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Tips & Techniques > personalized croquis

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Posted by: Tonya
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About Tonya starstar
CO USA
Member since: 8/24/02
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Posted on: 2/22/03 8:30 PM
Review Rating: Helpful by 1 people   Very Helpful by 23 people   
Web site/URL: photo
Featured in the PR book!
February/March 2003 article of Threads magazine had an article on sketching fashion ideas with a "croquis", a body outline with waist, bust, neck, and princesslines dotted in for accuracy. Since I look nothing like their skinny hipless croquis, I made my own (which can be seen on the URL link above) with the following method:

I had DH take a digital picture of me in my foundation garments (you should have seen the strange look on his face with that request, lol) and then opened it in Paint Shop Pro. I created a new vector layer, and on that layer I traced around my body shape and added the appropriate lines. I then deleted the picture layer and was left with just the outline. I resized it to fit on an 8.5"x11" sheet of paper and printed out a few copies to sketch with.

A word of warning - you won't get a very flattering image of yourself. I seem to remember the teacher in high school art class explaining that artists draw the human form 8 head lengths high rather than 7 like we really are because the change from 3-D to 2-D makes the form look shorter and squatter than reality. That's what I'm comforting myself with at this point, hehe. It's most likely possible to stretch the figure a bit with the computer program to look better, but I'm afraid I'll do it too much and end up pretending I'm a fabulous leggy model, lol. Besides, if the design looks good on this figure, it will look even better in reality, right?

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9 Comments
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Gendun said...
Wonderful idea, thank you! And thanks to the commentators below who added additional insight. :)
4/20/12 9:10 PM
Sew Confused said...
Excellent idea! I think I'll give it a try...after a stiff drink to fortify me for the ordeal.
12/26/07 5:18 PM
Margaret said...
I just wanted to say thank you for this tip. I finally got around to using it, and it's really helped me. I did it a low-tech way, by using a lightbox and tracing the photo with pen to make an easier-to-see version. Now, every time I am thinking about buying a pattern, I trace it over this sketch using the lightbox. Not only has it helped me avoid some disasters, it also has shown me that some patterns I thought were "iffy" would look better than I thought. Thanks again!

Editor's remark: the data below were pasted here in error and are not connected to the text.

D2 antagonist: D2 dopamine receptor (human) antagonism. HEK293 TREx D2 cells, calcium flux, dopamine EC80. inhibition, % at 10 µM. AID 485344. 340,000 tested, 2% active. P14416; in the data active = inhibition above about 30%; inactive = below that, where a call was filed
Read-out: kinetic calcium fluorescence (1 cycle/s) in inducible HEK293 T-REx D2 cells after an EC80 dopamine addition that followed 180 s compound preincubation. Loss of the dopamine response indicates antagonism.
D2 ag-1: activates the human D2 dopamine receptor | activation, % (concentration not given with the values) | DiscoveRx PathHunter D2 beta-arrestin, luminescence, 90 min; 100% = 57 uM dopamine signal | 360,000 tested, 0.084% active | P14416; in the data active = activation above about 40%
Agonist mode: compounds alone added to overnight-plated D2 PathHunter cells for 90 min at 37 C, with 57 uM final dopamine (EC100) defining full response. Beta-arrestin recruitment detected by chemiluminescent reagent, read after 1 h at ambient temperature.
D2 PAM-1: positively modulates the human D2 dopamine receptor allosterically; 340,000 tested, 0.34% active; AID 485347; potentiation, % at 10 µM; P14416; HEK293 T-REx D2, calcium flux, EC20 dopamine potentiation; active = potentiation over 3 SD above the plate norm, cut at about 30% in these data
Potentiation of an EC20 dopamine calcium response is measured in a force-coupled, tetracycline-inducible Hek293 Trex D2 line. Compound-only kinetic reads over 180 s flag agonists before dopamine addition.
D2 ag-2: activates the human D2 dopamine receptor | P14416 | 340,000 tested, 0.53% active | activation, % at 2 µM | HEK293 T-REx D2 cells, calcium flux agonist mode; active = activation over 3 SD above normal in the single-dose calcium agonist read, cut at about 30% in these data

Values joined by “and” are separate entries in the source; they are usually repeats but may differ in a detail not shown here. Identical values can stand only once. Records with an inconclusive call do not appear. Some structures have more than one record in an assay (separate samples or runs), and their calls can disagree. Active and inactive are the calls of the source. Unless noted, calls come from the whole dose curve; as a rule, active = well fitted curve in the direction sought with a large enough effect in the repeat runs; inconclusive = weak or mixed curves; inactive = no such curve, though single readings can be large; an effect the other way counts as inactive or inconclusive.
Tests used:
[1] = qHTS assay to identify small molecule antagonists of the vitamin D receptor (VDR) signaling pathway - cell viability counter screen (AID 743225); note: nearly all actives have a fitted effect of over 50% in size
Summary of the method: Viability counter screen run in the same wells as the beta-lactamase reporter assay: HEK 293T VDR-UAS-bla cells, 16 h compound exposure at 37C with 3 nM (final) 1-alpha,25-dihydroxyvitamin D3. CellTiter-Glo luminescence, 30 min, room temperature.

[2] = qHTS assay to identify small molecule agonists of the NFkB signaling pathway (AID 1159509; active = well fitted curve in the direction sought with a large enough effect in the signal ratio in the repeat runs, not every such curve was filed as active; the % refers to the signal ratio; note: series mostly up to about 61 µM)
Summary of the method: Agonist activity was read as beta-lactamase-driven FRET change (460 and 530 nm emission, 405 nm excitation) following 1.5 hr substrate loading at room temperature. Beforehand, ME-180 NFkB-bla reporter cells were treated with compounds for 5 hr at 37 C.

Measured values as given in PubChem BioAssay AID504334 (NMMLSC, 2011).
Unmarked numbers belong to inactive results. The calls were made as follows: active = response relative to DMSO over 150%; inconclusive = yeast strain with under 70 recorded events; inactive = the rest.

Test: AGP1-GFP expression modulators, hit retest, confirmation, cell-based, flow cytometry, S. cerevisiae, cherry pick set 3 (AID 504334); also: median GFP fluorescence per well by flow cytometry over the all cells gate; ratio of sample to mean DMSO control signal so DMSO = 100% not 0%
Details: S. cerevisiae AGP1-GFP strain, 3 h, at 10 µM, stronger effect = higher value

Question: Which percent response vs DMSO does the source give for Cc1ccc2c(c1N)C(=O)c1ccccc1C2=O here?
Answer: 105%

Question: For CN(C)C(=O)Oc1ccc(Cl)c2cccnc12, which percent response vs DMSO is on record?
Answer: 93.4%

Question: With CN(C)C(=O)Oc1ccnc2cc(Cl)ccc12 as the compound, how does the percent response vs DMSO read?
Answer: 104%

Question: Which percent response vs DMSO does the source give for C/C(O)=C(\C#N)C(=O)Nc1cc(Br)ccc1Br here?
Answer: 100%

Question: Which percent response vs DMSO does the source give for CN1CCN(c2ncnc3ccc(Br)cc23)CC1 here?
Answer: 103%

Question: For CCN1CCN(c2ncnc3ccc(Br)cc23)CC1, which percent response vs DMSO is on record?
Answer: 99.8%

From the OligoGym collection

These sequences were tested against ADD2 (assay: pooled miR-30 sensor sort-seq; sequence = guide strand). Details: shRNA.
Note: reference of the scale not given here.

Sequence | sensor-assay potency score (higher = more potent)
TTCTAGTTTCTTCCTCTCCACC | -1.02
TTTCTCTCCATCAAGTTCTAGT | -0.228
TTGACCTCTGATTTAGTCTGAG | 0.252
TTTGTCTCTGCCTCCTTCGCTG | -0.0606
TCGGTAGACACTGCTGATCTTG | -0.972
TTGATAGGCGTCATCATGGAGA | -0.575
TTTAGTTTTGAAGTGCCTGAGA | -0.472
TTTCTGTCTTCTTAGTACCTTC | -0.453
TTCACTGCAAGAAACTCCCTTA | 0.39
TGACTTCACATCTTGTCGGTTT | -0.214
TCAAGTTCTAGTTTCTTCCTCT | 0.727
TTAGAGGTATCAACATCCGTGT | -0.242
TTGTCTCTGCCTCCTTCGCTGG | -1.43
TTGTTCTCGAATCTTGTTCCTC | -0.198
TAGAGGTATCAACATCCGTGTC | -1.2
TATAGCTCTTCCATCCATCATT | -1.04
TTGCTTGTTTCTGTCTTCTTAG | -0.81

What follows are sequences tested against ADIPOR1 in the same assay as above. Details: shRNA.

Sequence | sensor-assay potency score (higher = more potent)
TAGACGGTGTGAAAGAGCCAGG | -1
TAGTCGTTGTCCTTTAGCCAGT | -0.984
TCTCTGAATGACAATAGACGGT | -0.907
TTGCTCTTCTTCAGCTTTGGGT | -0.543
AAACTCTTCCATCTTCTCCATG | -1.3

6/26/03 11:17 AM
Debbie Lancaster said...
Actually, Rusty, the mid-point really is somewhere south of your hips (depending on how you're proportioned), but the reason for choosing a point somewhere near your waist to shoot the photo from is that it provides the least distortion for the area from the head to the knees. Below the knees isn't usually so important for sewing, and having the head in proportion is mainly a matter of aesthetics.
2/26/03 11:22 AM
Rustybobn said...
I just did this on Sunday afternoon! I drew a line at the top of my head and the bottom of my feet and folded it in half. My center point is somewhere just below my hip line--isn't it "supposed to be" near your waist?
2/25/03 11:16 AM
Jules/Vancouver BC said...
now THAT's a cool idea - I'll have to get the husbandperson to take some R-Rated shots - and I'll let him to the PSP work too (he's better at that program than I am!)
2/25/03 6:23 AM
Lisa Laree said...
Thanks for the tip, Tonya! We just got a digital camera for Christmas; I hadn't thought about using it to make a croquis. I'm one of the worst artists in the world; I don't know if I can really use one or not, but it will be neat to try. Your croquis looks very nice!
2/23/03 11:43 AM
Tonya said...
Excellent point, Debbie. I tried to get DH to make sure the center was somewhere around my waist, but we don't have/didn't use a tripod to make sure it was perpendicular to the ground. I may re-do it when I have that ability. Thanks!
2/23/03 9:17 AM
Debbie Lancaster said...
Thanks for the tip, Tonya. A point you didn't mention, but which will make a big difference in the result, is to make sure that the camera lens is absolutely 90 degrees to the ground, and the height of the shot is somewhere around your navel. Otherwise you'll end up with a weird perspective. Using a short telephoto lens and standing as far back as possible to shoot the photo will give the least distortion.
2/22/03 10:38 PM
 
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